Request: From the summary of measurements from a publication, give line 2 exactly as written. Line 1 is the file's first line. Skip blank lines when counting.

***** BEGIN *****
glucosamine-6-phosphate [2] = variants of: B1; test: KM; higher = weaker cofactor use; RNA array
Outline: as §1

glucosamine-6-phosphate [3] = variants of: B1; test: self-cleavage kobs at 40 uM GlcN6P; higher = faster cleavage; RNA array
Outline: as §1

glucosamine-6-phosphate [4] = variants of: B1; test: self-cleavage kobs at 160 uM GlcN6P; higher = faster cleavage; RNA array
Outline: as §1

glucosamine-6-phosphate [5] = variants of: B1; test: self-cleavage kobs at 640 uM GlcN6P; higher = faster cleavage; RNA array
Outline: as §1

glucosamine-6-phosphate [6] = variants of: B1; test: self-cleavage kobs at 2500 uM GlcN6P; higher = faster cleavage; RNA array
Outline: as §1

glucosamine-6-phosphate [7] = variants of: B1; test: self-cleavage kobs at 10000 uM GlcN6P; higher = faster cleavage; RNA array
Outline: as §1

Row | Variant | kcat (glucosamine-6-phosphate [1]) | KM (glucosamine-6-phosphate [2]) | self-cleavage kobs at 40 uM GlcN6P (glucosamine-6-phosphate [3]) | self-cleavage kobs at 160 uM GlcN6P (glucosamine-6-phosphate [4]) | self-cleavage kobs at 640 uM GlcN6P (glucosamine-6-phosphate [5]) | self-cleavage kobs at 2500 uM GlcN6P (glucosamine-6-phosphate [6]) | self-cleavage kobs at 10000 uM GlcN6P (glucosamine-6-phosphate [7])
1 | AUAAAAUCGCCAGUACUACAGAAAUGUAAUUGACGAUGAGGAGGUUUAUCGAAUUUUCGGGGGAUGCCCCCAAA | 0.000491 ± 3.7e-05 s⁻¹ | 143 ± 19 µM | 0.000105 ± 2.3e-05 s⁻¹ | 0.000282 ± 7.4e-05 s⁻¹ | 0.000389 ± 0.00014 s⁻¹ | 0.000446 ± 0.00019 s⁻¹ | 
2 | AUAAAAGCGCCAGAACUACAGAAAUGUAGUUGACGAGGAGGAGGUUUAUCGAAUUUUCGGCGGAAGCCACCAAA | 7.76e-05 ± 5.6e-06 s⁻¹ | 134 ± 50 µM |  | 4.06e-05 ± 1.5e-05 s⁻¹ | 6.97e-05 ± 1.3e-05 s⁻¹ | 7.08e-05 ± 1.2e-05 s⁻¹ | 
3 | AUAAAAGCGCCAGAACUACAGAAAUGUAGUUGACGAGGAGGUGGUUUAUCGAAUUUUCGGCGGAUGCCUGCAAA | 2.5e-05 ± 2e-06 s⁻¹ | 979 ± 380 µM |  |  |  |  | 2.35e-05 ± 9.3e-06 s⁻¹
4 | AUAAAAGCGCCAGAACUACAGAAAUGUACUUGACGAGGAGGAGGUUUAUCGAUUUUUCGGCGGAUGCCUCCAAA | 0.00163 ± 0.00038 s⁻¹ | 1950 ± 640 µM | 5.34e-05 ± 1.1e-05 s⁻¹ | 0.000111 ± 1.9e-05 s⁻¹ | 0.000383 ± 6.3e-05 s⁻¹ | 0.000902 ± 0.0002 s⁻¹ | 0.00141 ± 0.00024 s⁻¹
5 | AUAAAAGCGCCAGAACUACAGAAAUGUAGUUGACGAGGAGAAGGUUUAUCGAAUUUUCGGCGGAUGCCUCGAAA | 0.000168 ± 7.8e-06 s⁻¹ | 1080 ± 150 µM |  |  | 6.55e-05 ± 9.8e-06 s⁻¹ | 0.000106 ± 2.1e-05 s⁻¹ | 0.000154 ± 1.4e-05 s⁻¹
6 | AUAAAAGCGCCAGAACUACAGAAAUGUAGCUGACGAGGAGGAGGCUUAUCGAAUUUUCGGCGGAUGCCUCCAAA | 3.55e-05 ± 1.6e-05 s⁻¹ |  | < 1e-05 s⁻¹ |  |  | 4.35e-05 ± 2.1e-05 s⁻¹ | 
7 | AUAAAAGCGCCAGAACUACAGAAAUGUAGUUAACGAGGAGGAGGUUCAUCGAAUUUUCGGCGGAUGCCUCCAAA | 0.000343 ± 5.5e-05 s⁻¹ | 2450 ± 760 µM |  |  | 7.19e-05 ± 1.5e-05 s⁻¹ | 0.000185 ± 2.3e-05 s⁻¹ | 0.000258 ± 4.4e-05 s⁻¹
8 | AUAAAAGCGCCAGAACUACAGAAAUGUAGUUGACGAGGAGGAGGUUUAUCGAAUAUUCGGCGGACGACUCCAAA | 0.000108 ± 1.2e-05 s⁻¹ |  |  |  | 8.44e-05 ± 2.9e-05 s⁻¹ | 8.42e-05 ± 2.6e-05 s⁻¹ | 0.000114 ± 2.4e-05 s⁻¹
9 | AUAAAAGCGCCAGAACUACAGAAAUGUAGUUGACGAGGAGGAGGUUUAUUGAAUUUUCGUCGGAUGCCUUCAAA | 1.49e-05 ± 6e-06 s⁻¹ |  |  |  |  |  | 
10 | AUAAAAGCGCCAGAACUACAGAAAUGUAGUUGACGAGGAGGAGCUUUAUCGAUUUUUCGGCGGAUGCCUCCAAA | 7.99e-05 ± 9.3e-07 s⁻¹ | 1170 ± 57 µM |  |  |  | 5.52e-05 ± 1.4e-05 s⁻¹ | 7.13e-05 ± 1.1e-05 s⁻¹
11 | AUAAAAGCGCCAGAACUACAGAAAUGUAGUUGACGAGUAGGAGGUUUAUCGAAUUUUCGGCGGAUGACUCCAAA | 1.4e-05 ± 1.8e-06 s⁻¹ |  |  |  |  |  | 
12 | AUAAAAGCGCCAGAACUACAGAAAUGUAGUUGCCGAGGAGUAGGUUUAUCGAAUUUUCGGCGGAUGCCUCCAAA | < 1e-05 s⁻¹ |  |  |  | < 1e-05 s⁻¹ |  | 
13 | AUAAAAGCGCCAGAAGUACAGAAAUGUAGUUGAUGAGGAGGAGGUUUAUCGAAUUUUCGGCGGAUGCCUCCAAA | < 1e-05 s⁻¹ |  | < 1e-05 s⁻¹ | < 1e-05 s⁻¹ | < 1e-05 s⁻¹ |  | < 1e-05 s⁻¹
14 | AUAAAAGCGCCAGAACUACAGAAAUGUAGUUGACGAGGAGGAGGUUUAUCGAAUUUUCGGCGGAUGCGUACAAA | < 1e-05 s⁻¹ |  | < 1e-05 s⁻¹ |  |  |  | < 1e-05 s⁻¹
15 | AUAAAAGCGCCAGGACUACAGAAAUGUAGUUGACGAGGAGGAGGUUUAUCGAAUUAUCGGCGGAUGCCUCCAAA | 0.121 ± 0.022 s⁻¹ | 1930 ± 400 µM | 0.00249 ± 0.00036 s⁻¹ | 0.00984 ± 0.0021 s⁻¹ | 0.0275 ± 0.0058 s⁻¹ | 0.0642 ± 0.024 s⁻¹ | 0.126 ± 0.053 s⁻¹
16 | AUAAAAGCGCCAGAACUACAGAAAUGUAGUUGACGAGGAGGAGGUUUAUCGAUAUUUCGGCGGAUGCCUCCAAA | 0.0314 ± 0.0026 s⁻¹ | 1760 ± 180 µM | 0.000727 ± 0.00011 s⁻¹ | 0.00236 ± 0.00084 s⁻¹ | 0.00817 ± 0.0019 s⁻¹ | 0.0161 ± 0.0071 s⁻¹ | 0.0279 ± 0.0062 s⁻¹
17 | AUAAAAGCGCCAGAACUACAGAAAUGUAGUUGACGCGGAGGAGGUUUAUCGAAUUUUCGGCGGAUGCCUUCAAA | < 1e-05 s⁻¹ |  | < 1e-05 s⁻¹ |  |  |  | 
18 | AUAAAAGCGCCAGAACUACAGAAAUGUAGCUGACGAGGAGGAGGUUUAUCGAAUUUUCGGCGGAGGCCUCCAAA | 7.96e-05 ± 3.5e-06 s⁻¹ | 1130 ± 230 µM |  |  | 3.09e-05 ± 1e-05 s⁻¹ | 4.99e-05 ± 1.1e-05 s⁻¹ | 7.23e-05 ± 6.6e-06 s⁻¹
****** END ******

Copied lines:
Outline: as §1